Our longtime friend, Dianne, shared with me a quilt she had made for her daughter Leah's high school graduation. Leah was an ice skater all through her school years and each year her ice skating group had an elaborate performance. Hundreds (well, more than 100) kids were involved in each annual production and there were lots of numbers, from the adorable little, little tykes group "dances" to the high school seniors, who often performed a dramatic, romantic duet. These productions always involved amazing costumes, created from all sorts of glittery, stretchy, super-bling fabrics and trim. Dianne somehow wound up in charge of costumes and worked with a talented seamstress to get the costumes designed and made.

Leah graduated from high school two years ago and Dianne had a quilt made for her using pieces of fabric and embellishments from her many costumes. The background fabric and backing is silk, so the quilt feels amazing (well, at least the parts that aren't covered with glitter or sequins). Sadly, I don't know the name of the woman who made it, but I though you might enjoy seeing this creation.

Dianne can touch any fabric on the quilt and remember the costume Leah wore. Suffice it to say, Leah is NOT keeping this in her college dorm room: Dianne's got it home for a few more years.

Friday, May 8, 2009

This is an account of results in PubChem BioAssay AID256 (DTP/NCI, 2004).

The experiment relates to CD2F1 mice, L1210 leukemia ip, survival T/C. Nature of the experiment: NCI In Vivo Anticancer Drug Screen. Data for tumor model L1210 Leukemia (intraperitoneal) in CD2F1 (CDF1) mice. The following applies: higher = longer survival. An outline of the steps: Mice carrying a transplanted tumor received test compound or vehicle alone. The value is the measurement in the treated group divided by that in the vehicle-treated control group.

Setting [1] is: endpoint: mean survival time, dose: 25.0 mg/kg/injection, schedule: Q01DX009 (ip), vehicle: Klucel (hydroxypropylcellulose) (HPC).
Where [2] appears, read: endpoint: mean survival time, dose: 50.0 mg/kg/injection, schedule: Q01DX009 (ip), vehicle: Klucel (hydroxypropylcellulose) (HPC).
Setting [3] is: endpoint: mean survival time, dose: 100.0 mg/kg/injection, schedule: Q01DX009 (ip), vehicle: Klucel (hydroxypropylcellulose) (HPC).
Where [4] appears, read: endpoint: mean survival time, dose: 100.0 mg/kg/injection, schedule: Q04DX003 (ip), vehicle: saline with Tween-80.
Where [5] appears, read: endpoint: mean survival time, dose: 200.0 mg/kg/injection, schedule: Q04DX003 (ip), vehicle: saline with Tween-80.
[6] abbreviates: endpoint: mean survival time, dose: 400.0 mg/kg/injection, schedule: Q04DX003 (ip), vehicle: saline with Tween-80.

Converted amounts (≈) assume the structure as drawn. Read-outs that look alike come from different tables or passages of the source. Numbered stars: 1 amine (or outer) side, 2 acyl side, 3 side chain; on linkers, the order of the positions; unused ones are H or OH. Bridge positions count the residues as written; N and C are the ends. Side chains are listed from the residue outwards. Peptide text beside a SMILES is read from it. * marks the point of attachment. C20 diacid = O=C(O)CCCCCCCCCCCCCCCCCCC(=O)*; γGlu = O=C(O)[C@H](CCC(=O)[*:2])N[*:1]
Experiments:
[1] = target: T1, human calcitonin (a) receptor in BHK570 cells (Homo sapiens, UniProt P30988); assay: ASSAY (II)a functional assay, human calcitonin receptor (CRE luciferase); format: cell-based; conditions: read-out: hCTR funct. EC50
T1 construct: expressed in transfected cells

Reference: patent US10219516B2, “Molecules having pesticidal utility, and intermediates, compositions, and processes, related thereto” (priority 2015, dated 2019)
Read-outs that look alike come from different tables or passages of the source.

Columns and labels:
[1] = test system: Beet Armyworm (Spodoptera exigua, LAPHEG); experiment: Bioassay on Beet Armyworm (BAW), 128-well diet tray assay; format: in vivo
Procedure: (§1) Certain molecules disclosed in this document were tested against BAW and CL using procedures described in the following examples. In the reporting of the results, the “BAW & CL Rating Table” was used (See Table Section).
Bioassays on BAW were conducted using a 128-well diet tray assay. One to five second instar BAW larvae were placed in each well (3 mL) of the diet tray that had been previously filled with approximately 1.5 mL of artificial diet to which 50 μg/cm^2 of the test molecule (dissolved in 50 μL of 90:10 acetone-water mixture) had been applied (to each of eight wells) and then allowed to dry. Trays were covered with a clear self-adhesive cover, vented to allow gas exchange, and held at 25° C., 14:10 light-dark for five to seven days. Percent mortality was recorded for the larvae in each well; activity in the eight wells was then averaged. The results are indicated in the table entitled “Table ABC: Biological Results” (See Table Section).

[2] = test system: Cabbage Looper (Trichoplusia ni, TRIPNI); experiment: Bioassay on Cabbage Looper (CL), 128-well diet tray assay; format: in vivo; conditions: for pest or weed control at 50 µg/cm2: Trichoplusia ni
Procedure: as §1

Not to scale

One of my favorite parts of quilting and sewing is combining fabrics. I like to think that I have a pretty decent color sense and enjoy the challenge and fun of pulling together a variety of prints and colors to create something that is unique (a word one of my journalism professors once told me never to use because he claimed NOTHING was truly unique. I beg to differ).

So when I decided on the fabulous Tula Pink Neptune fabrics for my second Birdie Sling, I was quite happy with my decision. While grouping fabrics from a single line of fabrics isn't perhaps as challenging as pulling from an entire quilt shop or a stash, there are still some choices that affect the overall success of a finished piece. And I think I learned something with this project that hadn't really been on my design radar: it's important to consider the scale of a particular print, along with the pattern and color.

While I absolutely love these fabrics, I think a larger scale print on the body of the bag might feel more contemporary than the print I chose. The big morning glories on my first bag read a bit more modern. Because it's a big bag, a print with a scale to match might have better enhanced it.

This is not to say it was a failure. My friend, Siouxsie (as she spelled her name when we were 16 and CITs at Camp Northland for Girls) immediately transferred the contents of her purse to the Birdie Sling and carried it around Chicago during our two days together. And she's a little gal, so a small print doesn't overwhelm her like a larger one might (here she is modeling it at Buckingham Fountain). But the next one I make (and I've got one planned) will feature a big 'ol floral print.